So…in the coming weeks, you’ll start to see some photos of me showcasing Oz Fair Trade products. Eventually, I hope to have such a photo for every product.


1st Year Anniversary


It’s hard to believe that it has been a year since I founded Oz Fair Trade (initially known as Global Handmade). What a year! I still remember coming back to Australia from Southeast Asia with a burning desire to help the kind and talented people who lived in such poverty. The images of bare footed children selling things on streets were popping up in my head over and over again during Christmas, when my own nieces and nephews were spoiled with endless toys. I felt depressed, and I wanted to cry. Nelson Mandala once said that

“Overcoming poverty is not a task of charity, it is an act of justice. Like slavery and apartheid, poverty is not natural. It is man-made and it can be overcome and eradicated by the actions of human beings. Sometimes it falls on a generation to be great. You can be that great generation. Let your greatness blossom.”

I have been donating. I have been volunteering. But I felt that I could do a lot more. How? How can I help these people? I read widely and brainstormed. It didn’t take long before I came to the conclusion that I could help these people to find a market for their products in Australia. I would source from fair trade suppliers and sell their products in Australia via e-commerce.

I’ve always loved Oxfam, and my research has introduced me to a few other fair traders in Australia. However, most of them are quite small, and over the years Oxfam has scaled back its retail operation. In contrast, fair trade has flourished in Europe, America and New Zealand. I strongly believed that Australians are kind hearted and generous. There is no reason why fair trade can’t flourish here! I wanted to introduce fair trade products to people who normally wouldn’t have thought of buying fair trade. I wanted to help to expand the fair trade market in Australia. I believed I could do it.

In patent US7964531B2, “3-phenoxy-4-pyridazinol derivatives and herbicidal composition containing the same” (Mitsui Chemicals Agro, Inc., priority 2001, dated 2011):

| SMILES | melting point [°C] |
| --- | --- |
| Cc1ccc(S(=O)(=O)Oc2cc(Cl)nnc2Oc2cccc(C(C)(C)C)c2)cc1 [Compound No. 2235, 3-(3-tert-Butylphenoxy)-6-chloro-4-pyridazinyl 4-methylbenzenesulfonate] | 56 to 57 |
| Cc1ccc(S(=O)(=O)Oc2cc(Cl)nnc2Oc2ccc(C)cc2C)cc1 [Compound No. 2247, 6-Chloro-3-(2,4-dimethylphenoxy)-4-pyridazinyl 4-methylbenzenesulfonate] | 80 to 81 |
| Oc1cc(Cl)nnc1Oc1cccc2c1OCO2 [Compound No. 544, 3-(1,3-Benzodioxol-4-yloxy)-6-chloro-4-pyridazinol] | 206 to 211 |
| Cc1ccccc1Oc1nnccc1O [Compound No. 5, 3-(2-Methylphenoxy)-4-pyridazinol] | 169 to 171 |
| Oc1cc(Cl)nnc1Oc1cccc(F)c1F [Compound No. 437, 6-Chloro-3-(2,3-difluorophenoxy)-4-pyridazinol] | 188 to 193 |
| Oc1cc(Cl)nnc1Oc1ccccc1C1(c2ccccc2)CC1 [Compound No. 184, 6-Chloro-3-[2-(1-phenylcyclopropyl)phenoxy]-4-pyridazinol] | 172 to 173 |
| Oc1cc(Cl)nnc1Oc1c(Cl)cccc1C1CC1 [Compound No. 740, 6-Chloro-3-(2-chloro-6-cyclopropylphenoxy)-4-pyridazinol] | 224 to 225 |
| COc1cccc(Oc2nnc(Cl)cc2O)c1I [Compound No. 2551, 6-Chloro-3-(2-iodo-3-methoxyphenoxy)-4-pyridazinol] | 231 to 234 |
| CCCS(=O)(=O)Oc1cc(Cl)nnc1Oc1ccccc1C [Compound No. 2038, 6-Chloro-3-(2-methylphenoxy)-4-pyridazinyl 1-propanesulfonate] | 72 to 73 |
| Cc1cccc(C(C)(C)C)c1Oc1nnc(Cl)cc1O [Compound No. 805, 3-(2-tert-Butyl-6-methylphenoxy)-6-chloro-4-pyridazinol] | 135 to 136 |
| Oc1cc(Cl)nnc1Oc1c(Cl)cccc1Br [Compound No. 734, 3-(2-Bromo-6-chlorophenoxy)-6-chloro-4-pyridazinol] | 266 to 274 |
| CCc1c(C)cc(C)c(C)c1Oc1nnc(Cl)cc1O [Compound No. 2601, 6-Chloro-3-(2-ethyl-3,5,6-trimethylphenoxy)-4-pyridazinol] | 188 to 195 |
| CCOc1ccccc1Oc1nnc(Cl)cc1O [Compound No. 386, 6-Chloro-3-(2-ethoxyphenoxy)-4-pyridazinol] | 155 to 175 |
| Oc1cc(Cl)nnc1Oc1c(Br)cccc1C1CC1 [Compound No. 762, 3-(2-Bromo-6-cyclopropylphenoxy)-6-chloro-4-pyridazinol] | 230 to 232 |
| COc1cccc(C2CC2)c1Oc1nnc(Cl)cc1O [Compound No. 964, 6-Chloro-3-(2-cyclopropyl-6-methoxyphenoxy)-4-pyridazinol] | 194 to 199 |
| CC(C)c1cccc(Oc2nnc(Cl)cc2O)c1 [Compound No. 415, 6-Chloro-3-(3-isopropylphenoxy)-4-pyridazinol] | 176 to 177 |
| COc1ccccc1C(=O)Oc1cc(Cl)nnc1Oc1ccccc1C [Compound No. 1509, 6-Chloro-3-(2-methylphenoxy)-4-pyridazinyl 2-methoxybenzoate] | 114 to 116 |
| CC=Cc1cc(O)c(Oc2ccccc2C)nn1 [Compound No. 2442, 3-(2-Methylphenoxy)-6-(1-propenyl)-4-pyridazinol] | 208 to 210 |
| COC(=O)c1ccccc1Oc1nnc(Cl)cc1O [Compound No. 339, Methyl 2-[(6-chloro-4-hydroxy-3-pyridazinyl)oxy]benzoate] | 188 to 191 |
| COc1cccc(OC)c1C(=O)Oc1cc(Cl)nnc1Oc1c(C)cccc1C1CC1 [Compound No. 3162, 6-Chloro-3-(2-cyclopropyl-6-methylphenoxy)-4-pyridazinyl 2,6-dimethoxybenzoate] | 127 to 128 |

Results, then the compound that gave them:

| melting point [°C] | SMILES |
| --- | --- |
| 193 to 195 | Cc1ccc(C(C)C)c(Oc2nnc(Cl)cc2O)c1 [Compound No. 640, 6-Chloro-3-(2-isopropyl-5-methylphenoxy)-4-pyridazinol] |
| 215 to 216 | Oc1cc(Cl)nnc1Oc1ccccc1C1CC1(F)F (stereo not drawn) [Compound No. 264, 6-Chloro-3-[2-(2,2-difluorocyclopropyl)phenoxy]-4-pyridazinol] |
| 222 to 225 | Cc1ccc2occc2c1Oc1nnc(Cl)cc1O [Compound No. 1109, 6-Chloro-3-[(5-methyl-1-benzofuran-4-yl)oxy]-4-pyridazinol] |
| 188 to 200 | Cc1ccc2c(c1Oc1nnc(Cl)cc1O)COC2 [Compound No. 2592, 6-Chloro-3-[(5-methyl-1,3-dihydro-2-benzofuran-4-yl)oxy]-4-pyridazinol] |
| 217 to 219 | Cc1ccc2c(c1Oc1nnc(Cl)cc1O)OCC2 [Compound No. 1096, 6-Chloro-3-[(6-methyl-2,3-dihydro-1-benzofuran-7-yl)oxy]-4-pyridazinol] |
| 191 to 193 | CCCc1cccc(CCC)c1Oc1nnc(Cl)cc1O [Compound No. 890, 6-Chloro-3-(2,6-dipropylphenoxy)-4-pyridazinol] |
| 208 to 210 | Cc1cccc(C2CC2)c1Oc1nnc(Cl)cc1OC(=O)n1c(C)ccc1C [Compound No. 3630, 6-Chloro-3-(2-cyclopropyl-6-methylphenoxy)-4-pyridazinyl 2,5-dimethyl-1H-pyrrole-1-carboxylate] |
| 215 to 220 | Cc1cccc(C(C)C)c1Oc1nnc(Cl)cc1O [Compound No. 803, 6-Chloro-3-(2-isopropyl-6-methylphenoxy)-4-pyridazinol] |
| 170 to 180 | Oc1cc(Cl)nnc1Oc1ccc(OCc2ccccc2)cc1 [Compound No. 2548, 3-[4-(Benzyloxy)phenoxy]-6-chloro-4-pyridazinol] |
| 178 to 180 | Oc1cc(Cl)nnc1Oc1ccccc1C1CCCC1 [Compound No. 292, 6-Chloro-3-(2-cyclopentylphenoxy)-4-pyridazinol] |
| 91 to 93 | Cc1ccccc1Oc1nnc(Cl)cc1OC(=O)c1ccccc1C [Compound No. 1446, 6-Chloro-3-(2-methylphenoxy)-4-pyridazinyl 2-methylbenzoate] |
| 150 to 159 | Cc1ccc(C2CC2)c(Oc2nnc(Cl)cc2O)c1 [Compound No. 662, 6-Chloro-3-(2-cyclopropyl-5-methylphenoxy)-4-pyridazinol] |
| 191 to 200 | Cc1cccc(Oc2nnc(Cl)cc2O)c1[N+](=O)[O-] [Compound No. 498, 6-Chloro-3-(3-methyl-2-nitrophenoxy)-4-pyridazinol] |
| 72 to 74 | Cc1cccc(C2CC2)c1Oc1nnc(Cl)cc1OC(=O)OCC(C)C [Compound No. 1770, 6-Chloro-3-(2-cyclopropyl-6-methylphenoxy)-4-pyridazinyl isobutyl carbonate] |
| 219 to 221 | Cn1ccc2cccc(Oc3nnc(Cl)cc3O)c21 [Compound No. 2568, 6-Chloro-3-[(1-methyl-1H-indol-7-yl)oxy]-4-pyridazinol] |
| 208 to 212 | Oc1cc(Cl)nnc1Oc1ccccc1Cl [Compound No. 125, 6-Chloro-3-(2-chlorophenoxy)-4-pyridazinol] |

So there I was, setting up a website and a business with no relevant experience or knowledge whatsoever. The first version of the website was horrible, but at the time, it was a great achievement and I was really excited when I got my first order. Over the next 12 months, I read widely and learned a lot about website development. Then in October I made the move to rebrand and launched a brand new website ( I have been working very hard, managing both a start-up and a full time job. I have made mistakes along the way, but I have learned so much. Looking back, I am very proud of what I have achieved in the last 12 months, and I already have great plans for the next 12 months. The best thing that happened in the last 12 months is the number of people who have kindly supported Oz Fair Trade and made me believe in myself. The next 12 months will not be easy, but it will be great!

Thank you all for supporting Oz Fair Trade, and I promise that you will never be let down!

How to buy fair trade Christmas presents

I’m certainty no expert at gift shopping…in fact…my mum used to exchange all the Christmas presents that I gave her…but…since I started Oz Fair Trade (formerly known as Global Handmade), I have improved my gift purchase skills a lot…at least that’s what I believe 🙂

Now I want to share with you some tips about buying fair trade Christmas presents. Why fair trade presents? Because by buying fair trade presents, you are not only showing your love towards someone you care, but also you are also showing that person that you care for a better world and people who you have never met but who desperately needed your help.

By buying fair trade presents, you are giving twice.